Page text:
Glaucoma is an eye disease in which the optic nerve becomes damaged which then results in blindness. Once thought to be only a high eye pressure problem, glaucoma is now known to be a more complex condition. New medical research has found that some people’s optic nerves are more vulnerable to an abnormal pressure gradient within the eye. When this occurs, the optic nerve tissue slowly dies and vision is damaged.
Open angle glaucoma, the most common form, has no symptoms until a substantial amount of peripheral vision is lost.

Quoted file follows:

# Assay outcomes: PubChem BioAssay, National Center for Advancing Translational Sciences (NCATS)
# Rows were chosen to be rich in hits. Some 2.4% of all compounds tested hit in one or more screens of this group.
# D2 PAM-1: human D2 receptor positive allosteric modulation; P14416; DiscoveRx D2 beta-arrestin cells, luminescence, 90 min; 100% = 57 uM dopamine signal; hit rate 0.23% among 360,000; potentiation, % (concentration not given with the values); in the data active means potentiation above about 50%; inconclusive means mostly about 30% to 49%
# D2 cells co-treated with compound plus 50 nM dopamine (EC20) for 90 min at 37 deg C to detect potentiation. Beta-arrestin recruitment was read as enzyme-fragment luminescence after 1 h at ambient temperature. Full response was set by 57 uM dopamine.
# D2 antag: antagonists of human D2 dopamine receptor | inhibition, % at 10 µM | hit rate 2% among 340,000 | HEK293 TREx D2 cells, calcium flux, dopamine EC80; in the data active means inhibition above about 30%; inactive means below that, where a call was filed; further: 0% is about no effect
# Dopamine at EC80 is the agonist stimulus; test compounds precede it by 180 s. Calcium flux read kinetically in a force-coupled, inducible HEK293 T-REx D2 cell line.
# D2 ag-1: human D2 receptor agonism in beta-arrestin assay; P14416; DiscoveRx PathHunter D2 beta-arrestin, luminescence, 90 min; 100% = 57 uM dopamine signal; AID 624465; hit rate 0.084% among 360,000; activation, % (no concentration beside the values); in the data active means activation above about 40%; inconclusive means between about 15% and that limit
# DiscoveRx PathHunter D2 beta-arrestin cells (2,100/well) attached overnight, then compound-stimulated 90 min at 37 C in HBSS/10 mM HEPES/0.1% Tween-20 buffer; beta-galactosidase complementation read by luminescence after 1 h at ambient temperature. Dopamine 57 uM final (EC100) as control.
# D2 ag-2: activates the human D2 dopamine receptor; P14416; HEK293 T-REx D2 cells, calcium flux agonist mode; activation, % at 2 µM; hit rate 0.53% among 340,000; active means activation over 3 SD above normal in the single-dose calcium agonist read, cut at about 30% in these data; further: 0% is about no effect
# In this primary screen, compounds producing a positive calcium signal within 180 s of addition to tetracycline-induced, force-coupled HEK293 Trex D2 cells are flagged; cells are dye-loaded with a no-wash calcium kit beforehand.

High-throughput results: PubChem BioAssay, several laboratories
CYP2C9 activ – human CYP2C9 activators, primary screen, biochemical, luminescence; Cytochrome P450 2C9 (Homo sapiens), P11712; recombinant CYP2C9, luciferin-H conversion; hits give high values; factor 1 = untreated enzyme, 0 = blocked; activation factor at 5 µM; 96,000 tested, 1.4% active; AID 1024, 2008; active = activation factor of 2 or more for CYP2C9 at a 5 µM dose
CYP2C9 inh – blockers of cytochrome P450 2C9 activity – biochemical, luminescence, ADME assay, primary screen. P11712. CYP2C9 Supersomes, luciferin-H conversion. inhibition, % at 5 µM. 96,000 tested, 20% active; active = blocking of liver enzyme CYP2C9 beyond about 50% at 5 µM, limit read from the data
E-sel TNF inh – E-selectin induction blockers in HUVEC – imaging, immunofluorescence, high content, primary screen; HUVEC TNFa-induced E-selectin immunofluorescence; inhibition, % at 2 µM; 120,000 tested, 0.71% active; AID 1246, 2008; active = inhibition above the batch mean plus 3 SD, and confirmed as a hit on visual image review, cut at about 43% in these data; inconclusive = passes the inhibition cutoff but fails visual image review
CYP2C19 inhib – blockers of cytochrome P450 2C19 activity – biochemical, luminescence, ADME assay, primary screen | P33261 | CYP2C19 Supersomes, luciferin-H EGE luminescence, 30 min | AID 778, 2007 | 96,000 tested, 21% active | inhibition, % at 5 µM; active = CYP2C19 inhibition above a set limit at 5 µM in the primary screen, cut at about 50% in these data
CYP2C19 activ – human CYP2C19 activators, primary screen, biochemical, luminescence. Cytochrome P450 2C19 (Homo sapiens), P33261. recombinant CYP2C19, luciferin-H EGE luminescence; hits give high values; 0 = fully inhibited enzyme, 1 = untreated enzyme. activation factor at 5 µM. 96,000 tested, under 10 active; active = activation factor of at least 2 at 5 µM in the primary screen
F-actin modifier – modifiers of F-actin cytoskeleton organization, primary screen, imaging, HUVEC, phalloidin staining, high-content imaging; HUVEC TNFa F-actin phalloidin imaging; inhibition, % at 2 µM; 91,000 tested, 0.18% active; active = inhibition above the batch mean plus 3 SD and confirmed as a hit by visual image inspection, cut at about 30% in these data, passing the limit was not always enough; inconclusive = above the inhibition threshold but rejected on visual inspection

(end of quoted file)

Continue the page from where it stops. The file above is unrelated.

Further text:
Risk factors for glaucoma are:
- African ancestry
- Family history
- Certain anatomical eye features
An adult eye exam includes an eye pressure measurement called tonometry as well as an evaluation of the optic nerve. An eye doctor may become suspicious of glaucoma during this exam and order special tests to help in making the diagnosis of glaucoma. Treatments for glaucoma include various categories of prescription eyedrops that affect the eye pressure gradient. Eye surgery is also utilized when other glaucoma treatments fail to control the vision loss.